What are the stages most people go through
in adjusting to a new culture?

When you move to a new country, everything is unfamiliar; weather, landscape, language, food, dress, social roles, values, customs and communication – basically, everything you’re used to is no longer there. You’ll find that the day unfolds differently, that business is conducted in a way that may be hard to understand, the stores are opened and closed at hours that you could never predict.

In seven day’s time it will be “The World Day for Cultural Diversity for Dialogue and Development” – giving us all an opportunity to link with others from different cultures and nations and learn something knew about them. Take the opportunity to link with someone across the other side of the world and ask them about their lives or work. Find similarities, find differences, but above all find a sense of community in this beautiful world of ours.


Here’s our chance to improve our cross-cultural understanding and become amateur interculturalists or anthropologists. Whether at home or work – why not find out about how other people do things, or how they think and feel about things?

UNESCO’s Diversity Day is an opportunity to help our communities to understand the value of cultural diversity and learn how to live together in harmony – one of the most pressing contemporary issues that we face as the human race.  The Day is intended to provide individuals and groups worldwide with an opportunity to deepen their understanding of the values of Cultural Diversity and to learn to “live together” better, enhancing the potential of culture as a means of achieving prosperity, sustainable development and global peaceful coexistence.

Far from separating us, cultural diversity is a collective strength, which should benefit the entire world. In this sense, it should be recognized and affirmed as a ‘Common Heritage’ of Humanity.” UNESCO

Click here for the official website.

Anyone who has lived, worked or even travelled
extensively in another country, has lived through culture shock. Culture shock is the inevitable process that people go through and is a recognised symptom of interacting in an environment that is different – be it work, domestic or both. It’s a natural emotional reaction to the situation of being in a new (foreign) place and/or adapting to a new language. People used to moving around become more flexible and adaptable, therefore minimising any culture shock symptoms. So how can you recognise culture shock?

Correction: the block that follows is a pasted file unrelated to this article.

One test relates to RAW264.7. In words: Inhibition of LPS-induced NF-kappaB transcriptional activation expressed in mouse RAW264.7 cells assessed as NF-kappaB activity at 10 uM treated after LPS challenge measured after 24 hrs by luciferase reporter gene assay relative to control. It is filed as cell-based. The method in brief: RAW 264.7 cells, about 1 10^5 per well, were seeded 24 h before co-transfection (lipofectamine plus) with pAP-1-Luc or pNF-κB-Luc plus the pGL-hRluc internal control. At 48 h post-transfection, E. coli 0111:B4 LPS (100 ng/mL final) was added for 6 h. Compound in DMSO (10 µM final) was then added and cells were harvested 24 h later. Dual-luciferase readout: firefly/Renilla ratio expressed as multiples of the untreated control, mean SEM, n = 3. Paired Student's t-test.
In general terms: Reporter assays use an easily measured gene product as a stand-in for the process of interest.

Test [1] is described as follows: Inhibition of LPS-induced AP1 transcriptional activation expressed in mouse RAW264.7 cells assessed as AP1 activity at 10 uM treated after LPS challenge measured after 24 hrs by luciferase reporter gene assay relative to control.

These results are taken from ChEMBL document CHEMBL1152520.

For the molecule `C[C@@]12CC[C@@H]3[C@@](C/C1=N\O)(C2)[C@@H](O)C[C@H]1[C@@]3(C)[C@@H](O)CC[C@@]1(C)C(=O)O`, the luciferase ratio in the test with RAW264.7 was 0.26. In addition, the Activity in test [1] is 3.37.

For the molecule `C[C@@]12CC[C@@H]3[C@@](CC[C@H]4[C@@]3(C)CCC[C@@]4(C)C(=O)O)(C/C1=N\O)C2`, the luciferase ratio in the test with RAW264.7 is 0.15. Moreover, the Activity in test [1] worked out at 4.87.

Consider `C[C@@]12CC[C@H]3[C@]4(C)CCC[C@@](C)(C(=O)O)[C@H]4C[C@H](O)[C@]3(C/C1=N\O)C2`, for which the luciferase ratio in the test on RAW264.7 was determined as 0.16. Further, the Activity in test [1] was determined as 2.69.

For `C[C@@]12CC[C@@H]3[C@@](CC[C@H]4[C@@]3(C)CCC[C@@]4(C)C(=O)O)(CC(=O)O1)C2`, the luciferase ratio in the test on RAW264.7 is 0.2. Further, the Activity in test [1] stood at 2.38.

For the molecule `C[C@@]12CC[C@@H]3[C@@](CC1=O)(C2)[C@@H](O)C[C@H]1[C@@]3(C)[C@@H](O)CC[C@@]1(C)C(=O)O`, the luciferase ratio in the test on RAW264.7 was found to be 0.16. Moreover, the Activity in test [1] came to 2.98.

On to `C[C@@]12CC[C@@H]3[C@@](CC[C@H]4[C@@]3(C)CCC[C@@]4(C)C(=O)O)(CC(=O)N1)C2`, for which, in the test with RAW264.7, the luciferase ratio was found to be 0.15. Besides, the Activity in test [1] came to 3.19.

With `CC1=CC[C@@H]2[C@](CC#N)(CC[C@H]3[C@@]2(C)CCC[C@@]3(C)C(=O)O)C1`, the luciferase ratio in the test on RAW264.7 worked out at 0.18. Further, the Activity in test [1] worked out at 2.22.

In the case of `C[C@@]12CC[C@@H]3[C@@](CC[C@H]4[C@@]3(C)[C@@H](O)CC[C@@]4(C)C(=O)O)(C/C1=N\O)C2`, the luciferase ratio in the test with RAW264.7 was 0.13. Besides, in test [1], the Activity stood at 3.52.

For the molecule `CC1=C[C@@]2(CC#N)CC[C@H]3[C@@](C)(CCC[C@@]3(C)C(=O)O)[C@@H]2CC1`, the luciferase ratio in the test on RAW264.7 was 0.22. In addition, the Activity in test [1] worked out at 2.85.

Women around the world are integrating traditions and community into
their struggles for change in a way that challenges the very notion of Western models of development. They are showing their strength by subverting the very traditions that once silenced them so that they can give a voice to new aspirations. The three stories about a devout Muslim from Afghanistan, a harmonising group of lesbians from Croatia, and a taboo breaker in Liberia demonstrate that women can use their traditions and culture to navigate change in the face of repression…

Will globalisation lead inevitably to a collision of civilisations?

Today we are witnessing numerous ethnic and religious conflicts, nationalistic trends in policy and regional fundamentalist movements. The International Year for the Rapprochement (bringing together) of Cultures aims to demonstrate the beneficial effects of cultural diversity in order to stem this tide. UNESCO is playing a leading part in building “the defences of peace in the minds of men” through education, science, culture and communication. The official website emphasises tolerance in an era of globalisation as many influential politicians believe that globalisation will inevitably lead to more conflict.